With their second album, Metal Resistance (2016), they went into a more cohesive sound. In Babymetal pop and metal parts were somewhat disconnected sometimes, which was shocking. This was something that generated a huge impact and was part of what made them popular, but with Metal Resistance they were going for a more mature sound.

In 2018, the guitarist Mikio Fujioka died due to an accident in an observation tower and Yuimetal left the group definitely after being absent from several concerts due to illness. These events inspired the song Starlight, in which they say their farewell to the guitarist and which marks the beginning of the so called Triology of Lights, which includes Shine and Arkadia. These put an end to the third album Metal Galaxy (2019), in which they explore different sounds such as Indian (Shanti, Shanti, Shanti) or Latino (Night Night Burn).

The girls have confirmed on several occasions that they do not write the songs and that only Moametal can play an instrument, the guitar; what’s more, they never appear out of their characters on stage, that is, they always appear as Sumetal and Moametal, including the dresses, and they do not have social media accounts, just Babymetal ‘s official accounts used for marketing purposes. Besides, they do not use the gesture of the horns, but the kitsune, ‘fox’, the fox god is important for the concept of Babymetal.

These are common characteristics in the j-pop industry, that’s why it is normally categorized as manufactured. On the other hand, metalheads are fans of a completely opposite style, not only musically speaking, but also with regard to what they consider music and the characteristics that a real artist should possess. Thus, the fans of metal music are a community that may appear somewhat elitist, granting the title of true music and artist according to their own criteria.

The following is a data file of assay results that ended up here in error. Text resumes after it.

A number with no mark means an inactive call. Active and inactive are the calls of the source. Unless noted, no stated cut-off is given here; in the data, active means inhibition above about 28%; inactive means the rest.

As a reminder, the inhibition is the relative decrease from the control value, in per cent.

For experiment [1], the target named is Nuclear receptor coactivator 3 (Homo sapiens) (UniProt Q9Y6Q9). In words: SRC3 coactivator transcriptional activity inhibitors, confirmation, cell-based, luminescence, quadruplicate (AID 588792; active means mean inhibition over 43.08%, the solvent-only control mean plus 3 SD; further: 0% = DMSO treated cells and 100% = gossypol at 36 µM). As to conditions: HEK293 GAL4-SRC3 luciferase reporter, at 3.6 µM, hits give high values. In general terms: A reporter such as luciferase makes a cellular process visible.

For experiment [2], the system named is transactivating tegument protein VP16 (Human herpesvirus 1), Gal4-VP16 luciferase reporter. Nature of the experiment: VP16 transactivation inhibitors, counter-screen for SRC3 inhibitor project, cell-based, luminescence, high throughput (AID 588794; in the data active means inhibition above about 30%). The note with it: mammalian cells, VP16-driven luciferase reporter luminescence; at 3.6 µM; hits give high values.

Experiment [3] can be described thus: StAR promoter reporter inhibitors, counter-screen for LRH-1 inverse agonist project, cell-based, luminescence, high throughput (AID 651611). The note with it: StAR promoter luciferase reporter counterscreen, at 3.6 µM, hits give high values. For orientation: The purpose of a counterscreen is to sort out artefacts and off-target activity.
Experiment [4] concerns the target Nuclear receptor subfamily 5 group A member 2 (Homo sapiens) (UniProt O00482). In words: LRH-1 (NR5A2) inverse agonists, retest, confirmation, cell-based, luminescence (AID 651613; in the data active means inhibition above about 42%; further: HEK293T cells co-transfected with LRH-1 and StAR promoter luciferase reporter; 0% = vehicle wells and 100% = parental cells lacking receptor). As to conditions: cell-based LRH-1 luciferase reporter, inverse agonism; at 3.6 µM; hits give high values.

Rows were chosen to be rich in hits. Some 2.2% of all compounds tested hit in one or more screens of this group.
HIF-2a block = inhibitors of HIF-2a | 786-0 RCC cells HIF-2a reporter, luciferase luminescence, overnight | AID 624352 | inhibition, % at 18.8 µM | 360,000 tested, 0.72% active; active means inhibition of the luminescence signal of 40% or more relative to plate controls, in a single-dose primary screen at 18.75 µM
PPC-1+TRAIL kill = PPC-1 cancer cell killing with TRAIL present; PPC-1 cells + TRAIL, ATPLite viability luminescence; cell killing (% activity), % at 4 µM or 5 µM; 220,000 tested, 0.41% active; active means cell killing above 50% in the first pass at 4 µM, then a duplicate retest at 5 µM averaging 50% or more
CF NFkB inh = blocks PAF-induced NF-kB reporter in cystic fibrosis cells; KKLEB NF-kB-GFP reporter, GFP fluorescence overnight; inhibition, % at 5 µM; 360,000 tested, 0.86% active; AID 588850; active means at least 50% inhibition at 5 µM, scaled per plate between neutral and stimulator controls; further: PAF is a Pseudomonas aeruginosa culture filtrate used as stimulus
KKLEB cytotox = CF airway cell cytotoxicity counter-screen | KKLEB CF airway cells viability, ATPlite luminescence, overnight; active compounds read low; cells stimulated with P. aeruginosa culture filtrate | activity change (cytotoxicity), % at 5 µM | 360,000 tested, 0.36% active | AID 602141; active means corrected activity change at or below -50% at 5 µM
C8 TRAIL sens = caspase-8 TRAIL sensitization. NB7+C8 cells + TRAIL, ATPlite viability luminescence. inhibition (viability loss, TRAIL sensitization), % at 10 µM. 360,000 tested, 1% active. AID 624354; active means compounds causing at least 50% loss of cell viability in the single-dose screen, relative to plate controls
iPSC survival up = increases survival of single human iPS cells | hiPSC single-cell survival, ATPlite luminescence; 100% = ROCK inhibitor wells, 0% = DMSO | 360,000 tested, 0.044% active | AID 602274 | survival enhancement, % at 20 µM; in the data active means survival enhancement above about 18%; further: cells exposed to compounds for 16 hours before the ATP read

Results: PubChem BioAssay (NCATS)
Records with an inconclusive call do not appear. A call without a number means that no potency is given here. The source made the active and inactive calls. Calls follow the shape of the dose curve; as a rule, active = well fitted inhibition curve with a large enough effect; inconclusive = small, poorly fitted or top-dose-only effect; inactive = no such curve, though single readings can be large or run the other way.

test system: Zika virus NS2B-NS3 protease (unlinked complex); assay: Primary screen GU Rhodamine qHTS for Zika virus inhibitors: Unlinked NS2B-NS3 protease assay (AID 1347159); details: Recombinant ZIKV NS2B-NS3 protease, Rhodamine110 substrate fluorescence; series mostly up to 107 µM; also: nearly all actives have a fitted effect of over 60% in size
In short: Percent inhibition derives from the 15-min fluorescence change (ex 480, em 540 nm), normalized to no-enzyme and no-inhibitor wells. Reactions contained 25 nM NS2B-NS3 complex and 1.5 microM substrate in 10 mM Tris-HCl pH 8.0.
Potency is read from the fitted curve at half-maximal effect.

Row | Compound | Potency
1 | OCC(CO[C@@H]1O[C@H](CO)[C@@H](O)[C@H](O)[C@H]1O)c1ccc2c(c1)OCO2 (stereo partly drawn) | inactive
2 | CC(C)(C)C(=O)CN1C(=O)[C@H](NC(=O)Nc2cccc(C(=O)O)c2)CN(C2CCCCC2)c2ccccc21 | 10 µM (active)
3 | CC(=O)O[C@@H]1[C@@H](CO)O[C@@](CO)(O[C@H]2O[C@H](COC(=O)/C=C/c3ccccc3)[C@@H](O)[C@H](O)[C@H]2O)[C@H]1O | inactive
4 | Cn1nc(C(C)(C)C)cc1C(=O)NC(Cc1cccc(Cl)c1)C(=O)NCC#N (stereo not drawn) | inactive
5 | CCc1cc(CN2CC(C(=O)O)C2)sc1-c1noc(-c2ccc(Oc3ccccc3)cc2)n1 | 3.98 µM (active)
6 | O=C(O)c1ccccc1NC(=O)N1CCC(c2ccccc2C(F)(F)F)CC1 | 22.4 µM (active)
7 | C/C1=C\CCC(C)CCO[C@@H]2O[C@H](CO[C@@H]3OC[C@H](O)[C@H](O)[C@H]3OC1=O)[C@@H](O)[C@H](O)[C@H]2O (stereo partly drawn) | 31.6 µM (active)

How could Babymetal reach such a community?

Manufactured and non-talented are often equalized, but it is difficult to do so when it comes to Babymetal. According to Amuse, Inc. it is a product that they know how to sell (the group is constantly paying homage to different sub-genres and metal groups) and for the members it is a dream come true for which they work hard, this makes the shows a matchless experience. That’s what j-pop is about: concept’s ideas, marketing, composition, etc. Made to sell, plus the hard work and the idols’ professionalism. Babymetal showed the most judgmental metalheads that there is place for pop, dancing and kawaii things in metal; and it also got them into j-pop. Many have declared themselves fans of Sakura Gakuin and other groups of both kawaii-metal (Ladybaby, Deadlift Lolita, etc.) and purely j-pop.

Thus, at the beginning the vast majority of their fans were middle-aged men, since Kobametal has always orientated merchandising to this specific demographic group. This entails some problems, especially when dealing with a Japanese group, paternalism, sexualization of the members, Asian fetish, etc.

Nonetheless, Sumetal, Moametal and Yuimetal were clear that they wanted metal to reach people of every age and women, especially girls their age, something they have repeated in many interviews. Thus, even though at the beginning the eminently masculine and sometimes toxic atmosphere made many girls stay away from the fandom and, therefore, from the band (including me), currently many fans have arrived, mainly from j-pop and k-pop, mostly women. Finally, their music also attracted people who didn’t take an interest in this genre because of its lyrics, fans, or the metal scene itself.